As a member of the Fearless Fiteeners, I was able to read an ARC of Moriah McStay’s young adult novel, Everything That Makes You(3/17/2015; Katherine Tegen Books). ARCs (Advanced Reader Copies) are the uncorrected proofs that are sent to reviewers, librarians, and book bloggers to promote the book. My fellow fifteeners and 2k15 classmates are sending their ARCs on tour, which allows us a sneak peek at these upcoming new releases. I’ve decided to let you all know about the ARCs I’m reading to help support my 2015 debut colleagues.
Here’s the description: One girl. Two stories. Meet Fiona Doyle. The thick ridges of scar tissue on her face are from an accident twelve years ago. Fiona has notebooks full of songs she’s written about her frustrations, her dreams, and about her massive crush on beautiful uber-jock Trent McKinnon. If she can’t even find the courage to look Trent straight in his beautiful blue eyes, she sure isn’t brave enough to play or sing any of her songs in public. But something’s changing in Fiona. She can’t be defined by her scars anymore.
And what if there hadn’t been an accident? Meet Fi Doyle. Fi is the top-rated female high school lacrosse player in the state, heading straight to Northwestern on a full ride. She’s got more important things to deal with than her best friend Trent McKinnon, who’s been different ever since the kiss. When her luck goes south, even lacrosse can’t define her anymore. When you’ve always been the best at something, one dumb move can screw everything up. Can Fi fight back?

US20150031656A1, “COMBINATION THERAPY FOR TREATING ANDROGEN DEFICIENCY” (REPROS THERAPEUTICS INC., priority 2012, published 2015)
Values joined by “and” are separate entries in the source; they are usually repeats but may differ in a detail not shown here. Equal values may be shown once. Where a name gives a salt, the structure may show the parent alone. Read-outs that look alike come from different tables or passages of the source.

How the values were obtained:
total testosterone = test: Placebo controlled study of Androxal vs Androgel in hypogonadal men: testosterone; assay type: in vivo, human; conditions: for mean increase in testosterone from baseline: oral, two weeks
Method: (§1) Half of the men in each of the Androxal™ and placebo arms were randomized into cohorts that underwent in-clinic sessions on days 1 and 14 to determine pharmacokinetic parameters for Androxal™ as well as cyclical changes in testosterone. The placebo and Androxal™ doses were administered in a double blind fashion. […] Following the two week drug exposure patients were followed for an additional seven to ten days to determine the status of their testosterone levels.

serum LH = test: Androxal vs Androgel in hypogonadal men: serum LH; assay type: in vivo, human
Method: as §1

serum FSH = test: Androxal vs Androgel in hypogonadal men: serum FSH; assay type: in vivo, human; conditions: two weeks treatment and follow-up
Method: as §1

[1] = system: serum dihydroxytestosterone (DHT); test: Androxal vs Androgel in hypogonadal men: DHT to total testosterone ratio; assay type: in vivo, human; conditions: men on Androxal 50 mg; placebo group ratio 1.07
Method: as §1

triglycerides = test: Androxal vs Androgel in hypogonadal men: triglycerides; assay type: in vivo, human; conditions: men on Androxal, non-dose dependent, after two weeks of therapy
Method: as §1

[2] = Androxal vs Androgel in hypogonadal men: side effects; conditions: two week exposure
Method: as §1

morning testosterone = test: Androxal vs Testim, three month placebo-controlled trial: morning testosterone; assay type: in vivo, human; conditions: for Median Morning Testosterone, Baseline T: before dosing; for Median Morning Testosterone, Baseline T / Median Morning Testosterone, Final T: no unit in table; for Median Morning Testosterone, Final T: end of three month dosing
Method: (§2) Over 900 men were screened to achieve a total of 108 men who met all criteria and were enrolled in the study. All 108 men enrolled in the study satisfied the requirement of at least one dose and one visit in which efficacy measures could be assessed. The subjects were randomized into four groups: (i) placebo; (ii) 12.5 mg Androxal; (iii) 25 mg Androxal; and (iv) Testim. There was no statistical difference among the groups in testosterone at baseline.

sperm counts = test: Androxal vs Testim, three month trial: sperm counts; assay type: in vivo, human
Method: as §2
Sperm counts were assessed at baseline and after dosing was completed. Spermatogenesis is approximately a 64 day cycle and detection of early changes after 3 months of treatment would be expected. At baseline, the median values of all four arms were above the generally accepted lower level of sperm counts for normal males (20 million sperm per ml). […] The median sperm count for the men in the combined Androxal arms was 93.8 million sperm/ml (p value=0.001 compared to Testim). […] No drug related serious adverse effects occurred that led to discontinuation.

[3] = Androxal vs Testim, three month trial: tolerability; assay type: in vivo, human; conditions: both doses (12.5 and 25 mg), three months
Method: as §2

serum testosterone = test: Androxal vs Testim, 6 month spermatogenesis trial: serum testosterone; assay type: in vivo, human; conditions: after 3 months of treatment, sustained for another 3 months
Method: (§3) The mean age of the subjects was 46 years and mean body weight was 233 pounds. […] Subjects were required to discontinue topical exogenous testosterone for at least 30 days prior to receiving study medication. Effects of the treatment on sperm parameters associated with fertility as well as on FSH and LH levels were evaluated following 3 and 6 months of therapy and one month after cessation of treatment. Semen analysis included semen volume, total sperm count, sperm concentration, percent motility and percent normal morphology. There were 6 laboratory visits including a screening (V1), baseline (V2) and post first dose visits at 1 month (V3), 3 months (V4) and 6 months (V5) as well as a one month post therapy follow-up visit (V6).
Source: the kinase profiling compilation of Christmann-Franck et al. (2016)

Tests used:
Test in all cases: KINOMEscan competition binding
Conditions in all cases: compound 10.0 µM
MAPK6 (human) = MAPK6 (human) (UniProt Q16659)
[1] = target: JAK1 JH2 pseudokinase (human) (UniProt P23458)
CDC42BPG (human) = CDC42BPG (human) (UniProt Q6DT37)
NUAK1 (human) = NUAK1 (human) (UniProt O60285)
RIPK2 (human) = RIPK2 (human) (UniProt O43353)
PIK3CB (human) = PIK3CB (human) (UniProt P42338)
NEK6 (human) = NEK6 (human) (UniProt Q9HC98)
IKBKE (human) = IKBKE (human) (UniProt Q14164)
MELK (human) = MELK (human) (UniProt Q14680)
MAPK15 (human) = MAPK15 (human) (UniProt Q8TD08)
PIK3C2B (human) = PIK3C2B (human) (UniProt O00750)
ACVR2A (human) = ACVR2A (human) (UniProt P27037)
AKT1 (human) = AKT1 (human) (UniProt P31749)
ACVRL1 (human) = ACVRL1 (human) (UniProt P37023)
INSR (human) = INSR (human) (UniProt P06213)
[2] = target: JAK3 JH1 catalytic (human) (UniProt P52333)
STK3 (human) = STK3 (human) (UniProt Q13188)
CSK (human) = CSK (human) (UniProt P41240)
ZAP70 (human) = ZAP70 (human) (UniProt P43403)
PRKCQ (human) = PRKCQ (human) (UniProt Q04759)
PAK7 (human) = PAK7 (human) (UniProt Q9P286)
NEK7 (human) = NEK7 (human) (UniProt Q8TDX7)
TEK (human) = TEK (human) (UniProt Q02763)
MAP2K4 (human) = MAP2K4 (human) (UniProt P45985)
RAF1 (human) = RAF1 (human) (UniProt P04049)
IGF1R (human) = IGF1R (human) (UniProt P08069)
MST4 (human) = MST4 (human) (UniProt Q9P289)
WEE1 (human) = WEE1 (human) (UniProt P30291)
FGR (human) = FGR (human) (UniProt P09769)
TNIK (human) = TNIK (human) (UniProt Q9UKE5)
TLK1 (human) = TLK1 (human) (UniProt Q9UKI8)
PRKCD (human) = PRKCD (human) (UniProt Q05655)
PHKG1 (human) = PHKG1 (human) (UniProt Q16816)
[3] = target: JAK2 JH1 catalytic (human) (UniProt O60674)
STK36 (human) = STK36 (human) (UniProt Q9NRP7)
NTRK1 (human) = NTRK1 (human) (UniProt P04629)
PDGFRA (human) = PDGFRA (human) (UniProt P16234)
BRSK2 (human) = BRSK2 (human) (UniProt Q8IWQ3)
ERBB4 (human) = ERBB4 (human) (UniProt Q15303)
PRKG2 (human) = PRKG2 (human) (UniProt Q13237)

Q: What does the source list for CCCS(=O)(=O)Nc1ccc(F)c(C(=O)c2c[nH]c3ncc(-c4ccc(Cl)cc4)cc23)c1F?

Hasn’t everyone wondered what if? In this daring debut novel, Moriah McStay gives us the rare opportunity to see what might have happened if things were different. Maybe luck determines our paths. But maybe it’s who we are that determines our luck.
What I liked about it: I was entirely impressed by Moriah McStay and the crazy skills she must have to write this full dual narrative. The two stories of Fiona/Fi hinge on a question we have probably all asked more than once in our lives: “What if _____?” McStay explores this idea by creating two lives of the same person. In one, Fiona’s face is scarred from a childhood accident, and she wants desperately not to be defined by or pitied because of her scars. In the other life, Fi’s face is flawless and she seems to have everything going for her, but….I won’t spoil anything because I’m not that kind of reader. But here are a couple of things I loved about McStay’s novel. I love how certain people crossed paths with Fiona/Fi in both lives, suggesting there are certain things that are meant to happen, yet the element of free will isn’t ignored and most definitely alters the details. Also, I love the point that no matter what, every life has joys and tragedies. A flawless face doesn’t mean a perfect life. No matter which road Fiona/Fi is on, she (and we all) will face certain challenges.
About the author: Moriah McStay grew up in Memphis, TN, where she acquired a come-and-go drawl and a lifelong love of cowboy boots and fried pickles. She attended Northwestern University and the University of Chicago. Two graduate degrees and seven jobs later, she finally figured out what she wants to be when she grows up.